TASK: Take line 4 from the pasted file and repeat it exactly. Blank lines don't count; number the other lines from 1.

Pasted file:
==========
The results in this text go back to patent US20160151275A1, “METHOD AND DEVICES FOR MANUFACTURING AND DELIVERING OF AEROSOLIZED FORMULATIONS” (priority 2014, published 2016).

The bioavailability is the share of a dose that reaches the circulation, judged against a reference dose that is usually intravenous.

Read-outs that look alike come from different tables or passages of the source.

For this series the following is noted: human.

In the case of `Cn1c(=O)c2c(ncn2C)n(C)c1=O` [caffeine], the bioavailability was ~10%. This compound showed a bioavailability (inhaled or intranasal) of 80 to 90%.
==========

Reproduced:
For this series the following is noted: human.